Monday, August 11, 2014

Review of Gates of Thread and Stone by Lori M. Lee

I came across Gates of Thread and Stone by Lori M. Lee via email from Amazon. In this email it was promised that I could read this book for free. A few clicks later the book arrived in my Kindle. I’m not sure what I owe Amazon for this, maybe a kneecap or my first born? Or can I simply pay them in gratitude?

So, let’s start from the cover. Can I just say, holy hell, have you seen anything so beautiful as this? Whoever did the cover work has talent and I would consider doing certain things to get a cover like that for one of my books. 

Before reading Gates of Thread and Stone, I perused a few reviews and saw some people liken this book to the Clockwork Princess series by Cassandra Claire. Well folks, you can’t judge this book on its cover, this is not your mother’s Cassandra Claire. Actually if Cassandra Claire’s books were an apple and you picked up Gates of Thread and Stone, you’d be holding a carrot in your hand. Ergo, they are on opposite sides of the spectrum.

It took me until about 12% before I started really getting into this book. At first there seemed to be a lot of information that wasn’t necessary or that I felt should have been reworked to fit into the story better. And I got a little uncomfortable with all the mackin’ Kai was doing on her brother. I mean, I have four brothers and not once did I gaze at them as they slept. Anywho, we find out why later in the book why this is acceptable. At 37%, the book really picked up, the story got really interesting and things started to come together a tiny bit, although there was still plenty of mystery.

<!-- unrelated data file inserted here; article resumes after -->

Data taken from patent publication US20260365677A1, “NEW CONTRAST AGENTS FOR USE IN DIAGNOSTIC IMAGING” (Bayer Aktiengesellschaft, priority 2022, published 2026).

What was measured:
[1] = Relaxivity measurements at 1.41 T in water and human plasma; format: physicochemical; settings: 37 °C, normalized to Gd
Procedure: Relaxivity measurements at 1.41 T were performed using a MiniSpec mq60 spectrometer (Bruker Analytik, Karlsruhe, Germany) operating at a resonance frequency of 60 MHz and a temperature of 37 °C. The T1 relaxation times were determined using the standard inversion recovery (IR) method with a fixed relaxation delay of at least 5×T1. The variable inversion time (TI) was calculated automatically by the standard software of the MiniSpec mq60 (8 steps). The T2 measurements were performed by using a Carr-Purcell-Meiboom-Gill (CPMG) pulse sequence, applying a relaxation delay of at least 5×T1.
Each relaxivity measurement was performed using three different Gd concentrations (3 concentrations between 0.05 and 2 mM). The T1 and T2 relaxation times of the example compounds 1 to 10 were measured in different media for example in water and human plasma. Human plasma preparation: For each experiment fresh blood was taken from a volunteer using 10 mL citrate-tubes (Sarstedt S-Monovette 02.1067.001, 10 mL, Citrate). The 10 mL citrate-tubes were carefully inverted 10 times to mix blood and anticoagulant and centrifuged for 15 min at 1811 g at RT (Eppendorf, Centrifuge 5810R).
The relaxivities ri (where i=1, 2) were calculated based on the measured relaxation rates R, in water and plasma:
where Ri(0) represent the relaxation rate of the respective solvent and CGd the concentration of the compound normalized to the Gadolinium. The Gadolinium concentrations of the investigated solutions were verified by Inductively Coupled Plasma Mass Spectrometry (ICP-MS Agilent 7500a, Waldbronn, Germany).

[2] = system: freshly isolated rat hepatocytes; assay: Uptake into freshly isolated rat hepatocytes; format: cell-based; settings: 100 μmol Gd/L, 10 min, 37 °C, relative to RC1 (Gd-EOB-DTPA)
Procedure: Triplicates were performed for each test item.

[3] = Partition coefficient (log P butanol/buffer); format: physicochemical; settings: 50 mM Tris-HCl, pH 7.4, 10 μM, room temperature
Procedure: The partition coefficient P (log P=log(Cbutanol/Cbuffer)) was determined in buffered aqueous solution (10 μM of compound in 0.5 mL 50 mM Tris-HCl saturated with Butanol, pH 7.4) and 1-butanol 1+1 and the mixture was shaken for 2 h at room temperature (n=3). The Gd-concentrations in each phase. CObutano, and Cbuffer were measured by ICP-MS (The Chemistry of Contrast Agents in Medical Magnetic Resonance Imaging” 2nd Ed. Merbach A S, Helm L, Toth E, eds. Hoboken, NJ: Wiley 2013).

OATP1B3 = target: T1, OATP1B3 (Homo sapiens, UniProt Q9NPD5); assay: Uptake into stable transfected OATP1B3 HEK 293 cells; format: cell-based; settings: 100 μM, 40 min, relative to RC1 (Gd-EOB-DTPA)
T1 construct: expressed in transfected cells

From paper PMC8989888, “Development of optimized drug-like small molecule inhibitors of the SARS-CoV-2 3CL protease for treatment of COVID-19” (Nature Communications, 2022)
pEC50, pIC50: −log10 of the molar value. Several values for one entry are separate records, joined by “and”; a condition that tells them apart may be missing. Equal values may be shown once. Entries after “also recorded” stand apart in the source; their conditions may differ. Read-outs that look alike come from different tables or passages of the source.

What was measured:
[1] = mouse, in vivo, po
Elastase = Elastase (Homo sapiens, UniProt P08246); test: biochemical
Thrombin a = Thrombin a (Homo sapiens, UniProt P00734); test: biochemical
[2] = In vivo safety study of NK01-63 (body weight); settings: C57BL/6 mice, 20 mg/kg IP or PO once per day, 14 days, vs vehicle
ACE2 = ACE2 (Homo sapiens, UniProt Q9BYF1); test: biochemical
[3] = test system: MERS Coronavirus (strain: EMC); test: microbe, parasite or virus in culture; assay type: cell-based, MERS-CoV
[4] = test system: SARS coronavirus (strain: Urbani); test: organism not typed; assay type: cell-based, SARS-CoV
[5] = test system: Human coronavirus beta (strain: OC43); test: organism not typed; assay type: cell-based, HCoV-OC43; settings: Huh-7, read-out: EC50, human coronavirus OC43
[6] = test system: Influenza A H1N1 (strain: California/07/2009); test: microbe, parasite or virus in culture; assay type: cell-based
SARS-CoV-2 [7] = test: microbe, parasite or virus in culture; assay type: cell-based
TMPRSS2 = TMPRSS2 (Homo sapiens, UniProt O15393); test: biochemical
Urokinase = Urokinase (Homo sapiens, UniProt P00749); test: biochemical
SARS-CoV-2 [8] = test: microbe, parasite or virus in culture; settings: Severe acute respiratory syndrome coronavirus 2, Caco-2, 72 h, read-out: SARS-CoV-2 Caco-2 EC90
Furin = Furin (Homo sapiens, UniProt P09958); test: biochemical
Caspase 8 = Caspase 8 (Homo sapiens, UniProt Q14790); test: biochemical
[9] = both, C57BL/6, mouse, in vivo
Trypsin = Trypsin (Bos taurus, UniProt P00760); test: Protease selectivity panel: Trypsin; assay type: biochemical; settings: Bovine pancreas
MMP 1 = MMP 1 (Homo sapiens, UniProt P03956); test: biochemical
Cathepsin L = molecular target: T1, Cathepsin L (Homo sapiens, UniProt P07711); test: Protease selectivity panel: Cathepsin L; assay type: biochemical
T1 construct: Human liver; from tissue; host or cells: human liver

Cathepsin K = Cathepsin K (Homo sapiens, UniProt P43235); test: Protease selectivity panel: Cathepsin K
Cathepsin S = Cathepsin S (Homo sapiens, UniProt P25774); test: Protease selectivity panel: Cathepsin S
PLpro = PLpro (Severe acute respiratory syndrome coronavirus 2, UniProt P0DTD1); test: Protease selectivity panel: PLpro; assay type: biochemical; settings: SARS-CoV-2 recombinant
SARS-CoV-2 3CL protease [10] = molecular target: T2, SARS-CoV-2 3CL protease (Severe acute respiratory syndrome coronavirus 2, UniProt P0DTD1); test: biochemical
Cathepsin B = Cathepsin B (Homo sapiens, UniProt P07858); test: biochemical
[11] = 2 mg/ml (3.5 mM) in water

I see in my reading progress I noted that at 67%, this book got really good. And then I couldn’t put it down. Still, while reading I felt like there was something missing. It seemed to be plagued by vagueness and gloss and a bit dreamlike. But I kept thinking to myself, this is fantasy, let’s just go with it. So I’m still on the fence with some aspects of this book. I had a hard time connecting with Kai, I feel like her character needed more development. And I guess I’m a selfish reader because I yearned for more uses of Kai’s ability to dapple with the threads of time. I really enjoyed Avan and Reev’s characters, and truly, those two are what kept me reading. 

Overall, the setup is a Young Adult Dystopia with magical/fantasy elements. When I step back, I see elements of Hunger Games, Divergent, and Red Rising, with the cadets and the training, etc. The author did a great job of mixing the dystopia with the mythology but I wanted more. There was so much more that could have been said or delved into with relationships and events instead of glossing over them. So while I enjoyed the last half of this book very much, I still have that nagging feeling that something was missing. Also, this is the only book I’ve ever read and kept asking myself, where is the rest of the world? Are we on a flat plane where there is only Ninurta, a forest, the void, and Etu Gahl. Humans are mentioned, a Rebirth, the one week of sun but… where is the rest of the world?

After all is said and done, I find that Amazon knows me a little too well. It's creepy really.

Bonuses: the ending brought everything together; when I was done I was satisfied and even consider reading this again.

I recommend this, 3/5 stars.

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